Life gives and life takes.
I have felt that keenly recently.
Paddy Maloney, founder of the great Irish band The Chieftains, has passed. A Chieftains recording, played by a substitute teacher in my music class in middle school, introduced me to a lifelong deep love of Irish music. A few years later I heard them in concert–my first time hearing live Irish music. I was totally hooked and eventually travelled to pubs in England and Ireland to learn the music.
Sam Rizzetta–inventor, nature lover, pilot, much more but also the most influential person in the development of the modern American hammered dulcimer, is entering home hospice. His innovations and willingness to help people create instruments and find instruction were part of every step of my dulcimer journey. In high school I built a dulcimer based on his plans from the Smithsonian and the model he taught people to build in workshops. In 1984 when I self-published "Playing the Hammered Dulcimer in the Irish Tradition," the first book available of intermediate to advanced players, his endorsement of it and selling it at festivals, established me as a national teacher. He started the first weeklong classes for HDs at the Augusta Heritage Center in Elkins, WV, where I taught dulcimer over many years. And the instruments I play today–Compact Chromatics–are models that he developed with Nick Blanton. Thank you Sam, for all you have done over many decades to help create and sustain the revival of hammered dulcimers!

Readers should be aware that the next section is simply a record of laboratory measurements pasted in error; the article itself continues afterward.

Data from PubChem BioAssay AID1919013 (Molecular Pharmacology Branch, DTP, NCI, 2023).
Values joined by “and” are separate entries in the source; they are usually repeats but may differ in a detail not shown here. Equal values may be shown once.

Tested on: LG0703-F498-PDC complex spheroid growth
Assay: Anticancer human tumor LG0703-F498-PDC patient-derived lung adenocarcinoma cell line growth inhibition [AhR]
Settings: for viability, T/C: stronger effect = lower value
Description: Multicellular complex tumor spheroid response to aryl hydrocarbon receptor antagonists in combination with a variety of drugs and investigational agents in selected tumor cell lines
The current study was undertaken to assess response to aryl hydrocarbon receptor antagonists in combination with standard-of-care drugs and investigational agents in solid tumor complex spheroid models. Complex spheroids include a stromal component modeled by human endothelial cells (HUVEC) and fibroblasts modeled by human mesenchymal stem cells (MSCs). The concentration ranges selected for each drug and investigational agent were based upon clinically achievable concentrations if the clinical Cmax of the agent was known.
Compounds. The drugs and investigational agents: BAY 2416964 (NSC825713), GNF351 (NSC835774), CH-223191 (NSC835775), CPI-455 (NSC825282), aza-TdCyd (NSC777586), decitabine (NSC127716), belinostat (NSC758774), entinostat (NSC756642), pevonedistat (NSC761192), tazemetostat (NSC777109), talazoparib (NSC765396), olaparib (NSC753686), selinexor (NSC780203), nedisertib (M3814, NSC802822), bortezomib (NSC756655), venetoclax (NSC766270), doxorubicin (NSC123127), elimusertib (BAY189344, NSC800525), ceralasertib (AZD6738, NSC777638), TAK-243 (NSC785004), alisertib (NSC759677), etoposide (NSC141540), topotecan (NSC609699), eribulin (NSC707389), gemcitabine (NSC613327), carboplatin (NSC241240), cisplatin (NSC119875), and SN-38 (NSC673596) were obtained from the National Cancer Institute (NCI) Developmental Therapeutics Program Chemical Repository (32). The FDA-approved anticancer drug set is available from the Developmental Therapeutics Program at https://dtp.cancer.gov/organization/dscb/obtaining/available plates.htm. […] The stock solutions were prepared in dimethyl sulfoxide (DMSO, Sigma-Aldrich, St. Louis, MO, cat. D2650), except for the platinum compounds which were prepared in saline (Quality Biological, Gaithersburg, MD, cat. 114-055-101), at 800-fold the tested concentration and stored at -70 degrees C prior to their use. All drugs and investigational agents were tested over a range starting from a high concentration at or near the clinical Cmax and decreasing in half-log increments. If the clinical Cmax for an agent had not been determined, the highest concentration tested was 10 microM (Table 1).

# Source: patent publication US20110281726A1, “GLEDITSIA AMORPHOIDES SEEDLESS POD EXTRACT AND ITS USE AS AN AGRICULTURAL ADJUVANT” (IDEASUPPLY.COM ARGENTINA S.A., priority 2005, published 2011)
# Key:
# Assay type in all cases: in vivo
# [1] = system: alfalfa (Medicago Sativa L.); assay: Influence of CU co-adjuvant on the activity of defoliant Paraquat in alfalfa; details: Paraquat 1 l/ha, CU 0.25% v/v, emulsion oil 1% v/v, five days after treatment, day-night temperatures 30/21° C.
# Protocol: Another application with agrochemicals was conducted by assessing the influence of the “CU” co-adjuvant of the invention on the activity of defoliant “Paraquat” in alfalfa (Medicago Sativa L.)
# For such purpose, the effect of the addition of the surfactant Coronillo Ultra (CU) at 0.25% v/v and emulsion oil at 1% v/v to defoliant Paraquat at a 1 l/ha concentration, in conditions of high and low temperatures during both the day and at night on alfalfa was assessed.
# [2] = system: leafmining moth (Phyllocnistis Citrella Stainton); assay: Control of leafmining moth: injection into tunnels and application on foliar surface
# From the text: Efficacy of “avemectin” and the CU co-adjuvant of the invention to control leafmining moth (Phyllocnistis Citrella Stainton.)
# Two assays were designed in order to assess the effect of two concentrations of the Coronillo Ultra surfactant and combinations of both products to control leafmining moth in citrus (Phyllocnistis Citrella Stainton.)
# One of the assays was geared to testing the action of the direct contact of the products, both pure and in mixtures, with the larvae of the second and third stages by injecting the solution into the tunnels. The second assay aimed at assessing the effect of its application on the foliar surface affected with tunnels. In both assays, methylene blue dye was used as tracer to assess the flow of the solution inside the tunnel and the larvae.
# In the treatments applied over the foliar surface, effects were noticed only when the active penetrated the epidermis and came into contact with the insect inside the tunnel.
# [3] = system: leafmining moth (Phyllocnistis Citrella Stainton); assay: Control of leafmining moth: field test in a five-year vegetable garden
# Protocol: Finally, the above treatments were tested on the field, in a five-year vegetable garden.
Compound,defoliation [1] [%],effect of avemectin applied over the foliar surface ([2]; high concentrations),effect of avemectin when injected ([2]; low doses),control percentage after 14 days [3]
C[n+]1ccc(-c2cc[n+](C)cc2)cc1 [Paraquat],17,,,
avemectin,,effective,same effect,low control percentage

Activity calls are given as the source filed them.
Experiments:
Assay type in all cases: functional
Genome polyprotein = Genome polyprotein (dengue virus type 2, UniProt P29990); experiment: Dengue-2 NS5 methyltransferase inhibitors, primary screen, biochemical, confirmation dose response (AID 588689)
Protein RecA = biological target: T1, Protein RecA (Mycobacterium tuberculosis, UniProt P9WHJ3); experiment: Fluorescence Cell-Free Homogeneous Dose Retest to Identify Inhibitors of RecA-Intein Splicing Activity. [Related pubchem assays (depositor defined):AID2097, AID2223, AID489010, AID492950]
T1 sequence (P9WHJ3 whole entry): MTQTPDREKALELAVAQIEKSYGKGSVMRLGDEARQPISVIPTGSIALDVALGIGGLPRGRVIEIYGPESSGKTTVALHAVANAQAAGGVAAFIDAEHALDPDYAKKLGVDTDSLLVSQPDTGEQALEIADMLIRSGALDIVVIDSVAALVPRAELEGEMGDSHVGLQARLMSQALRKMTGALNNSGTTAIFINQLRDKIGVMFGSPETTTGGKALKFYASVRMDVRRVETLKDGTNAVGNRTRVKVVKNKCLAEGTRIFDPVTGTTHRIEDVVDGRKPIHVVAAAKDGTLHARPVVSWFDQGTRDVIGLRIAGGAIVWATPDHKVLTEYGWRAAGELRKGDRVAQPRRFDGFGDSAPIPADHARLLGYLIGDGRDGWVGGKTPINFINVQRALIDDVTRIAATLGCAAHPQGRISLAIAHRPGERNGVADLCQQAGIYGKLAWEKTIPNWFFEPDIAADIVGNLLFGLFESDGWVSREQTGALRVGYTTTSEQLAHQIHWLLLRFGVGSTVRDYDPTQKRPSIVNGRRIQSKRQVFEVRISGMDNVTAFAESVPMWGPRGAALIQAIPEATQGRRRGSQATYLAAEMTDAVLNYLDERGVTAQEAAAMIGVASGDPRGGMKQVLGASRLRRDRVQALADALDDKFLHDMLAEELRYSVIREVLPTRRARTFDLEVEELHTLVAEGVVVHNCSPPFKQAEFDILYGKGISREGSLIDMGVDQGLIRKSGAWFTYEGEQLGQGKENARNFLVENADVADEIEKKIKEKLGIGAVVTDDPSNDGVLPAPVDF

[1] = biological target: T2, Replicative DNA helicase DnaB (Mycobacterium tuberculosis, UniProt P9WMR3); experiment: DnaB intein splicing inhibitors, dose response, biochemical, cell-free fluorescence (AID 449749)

October 4th was my fifth anniversary as part of the Arts & Humanities team at Georgetown Lombardi Med-Star Hospital. Last week, after 18months, I was finally back in the cancer center at the hospital. I am currently only allowed in out-patient spaces, including Infusion, waiting rooms and lobbies. I started back playing in the hospital lobby at Walter Reed a month ago. While I still wait to be allowed access to the rest of the hospital and in-patient, it is joyous to be in-person again!
Life gives and life takes. We are blessed to be a part of the Circle of Life.
Karen at the Lombardi Cancer Center at Georgetown.